Why is it so difficult to write about something you enjoy and so easy to write about something that was not enjoyable, dispiriting or simply a let down? Sometimes I wonder if the English language wasn’t created by and for critics who seek to be “underwhelmed”, using their own terminology and my least favorite word in our language. How often is it that you read a positive review of something, anything, and say to yourself “That was well written?” Chances are not very often. It’s easy to destroy, to tear down, to trash and be original, even witty. Conversely, it’s hard to write originally, cleverly and without cliché when praising something (not to mention that you’re really putting yourself out there to ridiculed or embarrassed). For me it’s one of the hardest things to do, which is why I don’t do it very often. So here goes. . .
Just about a month ago Erin gave me a surprise gift in the middle of the week: David Chang’s Momofuku cookbook. I’m serious when I say it may be the most influential cookbook I’ve looked at in 5 years when it comes to how I cook and how I want to cook; it’s to my cooking what reading Joyce’s Ulysses has been to my fiction writing, which is to say, at the least, liberating. Is that to say Chang is the best chef or cook on the planet? Not at all, just as I don’t think Joyce is the greatest writer to have ever written in the English language. But like Joyce, Chang isn’t chained to tradition or authenticity. The most important thing is that end product tastes good, which is why you see him suggesting Benton’s bacon in the recipe for the ramen broth. Authentic? Not at all. Tasty as fuck and original? Quite.
When I started flipping through the pages cookbook I was blown away by his approach to cooking. Some might say he’s irreverent, but to me that would imply that he doesn’t treat the ingredients with the respect that they deserve. And when I had finished cooking the pork belly after it had cured in sugar and salt, and I tasted it, my head was spinning. I’ve cooked pork belly before and some of it has been damn good. But none has been like this. The simple cure of equal parts sugar and salt truly respect and enhance the porkiness of the belly (and shoulder), as did the cooking technique. Let me say, if you don’t like pork, this is not the recipe for you.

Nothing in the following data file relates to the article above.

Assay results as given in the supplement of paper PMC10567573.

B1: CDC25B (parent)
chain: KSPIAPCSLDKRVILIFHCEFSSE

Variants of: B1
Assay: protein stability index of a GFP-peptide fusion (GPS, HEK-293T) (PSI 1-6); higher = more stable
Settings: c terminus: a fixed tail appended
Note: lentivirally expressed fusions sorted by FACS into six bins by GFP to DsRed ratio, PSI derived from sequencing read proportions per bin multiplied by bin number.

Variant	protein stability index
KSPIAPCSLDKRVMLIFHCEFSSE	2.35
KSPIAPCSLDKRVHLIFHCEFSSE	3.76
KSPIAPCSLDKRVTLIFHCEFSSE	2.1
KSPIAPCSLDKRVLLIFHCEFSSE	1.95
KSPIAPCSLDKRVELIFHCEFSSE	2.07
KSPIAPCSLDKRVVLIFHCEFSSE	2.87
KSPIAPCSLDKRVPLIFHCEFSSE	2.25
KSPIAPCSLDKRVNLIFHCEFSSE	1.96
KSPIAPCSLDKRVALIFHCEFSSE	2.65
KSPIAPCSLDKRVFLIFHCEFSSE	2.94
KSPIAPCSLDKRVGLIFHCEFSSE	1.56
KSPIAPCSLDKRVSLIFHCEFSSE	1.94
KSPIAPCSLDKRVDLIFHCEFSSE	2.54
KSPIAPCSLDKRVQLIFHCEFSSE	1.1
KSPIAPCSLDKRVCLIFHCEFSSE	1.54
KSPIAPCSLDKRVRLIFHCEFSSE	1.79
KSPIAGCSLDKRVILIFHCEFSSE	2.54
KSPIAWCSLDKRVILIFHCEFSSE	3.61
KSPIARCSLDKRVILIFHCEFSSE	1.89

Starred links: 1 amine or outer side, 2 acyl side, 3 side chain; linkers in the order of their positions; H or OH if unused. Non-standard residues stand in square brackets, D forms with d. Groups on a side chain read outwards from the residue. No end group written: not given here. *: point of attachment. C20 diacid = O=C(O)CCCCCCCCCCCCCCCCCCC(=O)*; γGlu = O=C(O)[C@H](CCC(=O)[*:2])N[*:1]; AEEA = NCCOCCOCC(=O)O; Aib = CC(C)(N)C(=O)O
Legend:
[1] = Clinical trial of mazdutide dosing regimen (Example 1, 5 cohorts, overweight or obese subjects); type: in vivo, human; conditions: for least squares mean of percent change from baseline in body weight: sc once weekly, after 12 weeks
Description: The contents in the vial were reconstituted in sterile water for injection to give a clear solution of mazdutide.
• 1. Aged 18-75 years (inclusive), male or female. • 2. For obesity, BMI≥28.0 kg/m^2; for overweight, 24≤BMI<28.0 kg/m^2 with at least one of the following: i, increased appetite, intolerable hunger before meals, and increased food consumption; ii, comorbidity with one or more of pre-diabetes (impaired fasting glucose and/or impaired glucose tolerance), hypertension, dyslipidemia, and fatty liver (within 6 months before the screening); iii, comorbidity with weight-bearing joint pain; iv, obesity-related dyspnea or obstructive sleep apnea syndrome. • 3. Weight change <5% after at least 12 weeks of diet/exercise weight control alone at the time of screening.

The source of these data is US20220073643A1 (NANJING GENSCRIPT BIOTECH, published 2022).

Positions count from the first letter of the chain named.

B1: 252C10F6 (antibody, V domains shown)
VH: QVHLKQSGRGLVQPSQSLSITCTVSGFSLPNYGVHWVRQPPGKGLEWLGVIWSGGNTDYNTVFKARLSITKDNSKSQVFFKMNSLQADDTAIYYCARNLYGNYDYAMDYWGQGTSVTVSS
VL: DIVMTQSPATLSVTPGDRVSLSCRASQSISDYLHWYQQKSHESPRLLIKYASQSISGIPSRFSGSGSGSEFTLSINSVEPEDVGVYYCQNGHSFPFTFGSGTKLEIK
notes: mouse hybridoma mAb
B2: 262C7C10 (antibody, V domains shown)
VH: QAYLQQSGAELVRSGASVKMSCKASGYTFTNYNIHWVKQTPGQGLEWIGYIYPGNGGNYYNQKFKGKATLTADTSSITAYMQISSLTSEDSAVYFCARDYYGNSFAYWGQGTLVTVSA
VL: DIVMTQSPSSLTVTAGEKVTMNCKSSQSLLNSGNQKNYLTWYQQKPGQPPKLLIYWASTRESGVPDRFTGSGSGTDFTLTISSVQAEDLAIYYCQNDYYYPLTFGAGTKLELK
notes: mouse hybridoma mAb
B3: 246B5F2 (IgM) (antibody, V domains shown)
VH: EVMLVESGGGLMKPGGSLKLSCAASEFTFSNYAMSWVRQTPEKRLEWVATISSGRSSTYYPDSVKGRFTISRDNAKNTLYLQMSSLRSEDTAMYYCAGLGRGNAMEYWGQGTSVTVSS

At every step in the process of producing Chang’s ramen recipe at home I was impressed by the technique and the final product. From the taré used to season the broth, to the meats, to the broth itself, everything came out better than I had anticipated. Sure, I could have been done a week or so ago, but I chose to cure and smoke my own bacon for the broth rather than purchasing Benton’s. But the whole process was more than worth it.
Here’s the end result from my own kitchen, garnished with pork belly, pork shoulder, narutomaki, nori, English peas and bamboo shoots:
Needless to say my ramen adventure has just begun. To say that I’m an enormous fan of noodle soups from Asia would be an understatement (so much so that I’m considering starting up a food truck that would sell a small variety of noodle soups and pickles from Asia). And to see Nate, nearly 3, gobble that shit up with as much enthusiasm as I did last night was pretty cool.
Unlike Chang it may not end at ramen for me as I tend to prefer pho, but I get the ramen fascination and could easily be taken up by it. And based on this introduction to making ramen, I’m sure I’ll be having it for lunch and dinner many more times in the future.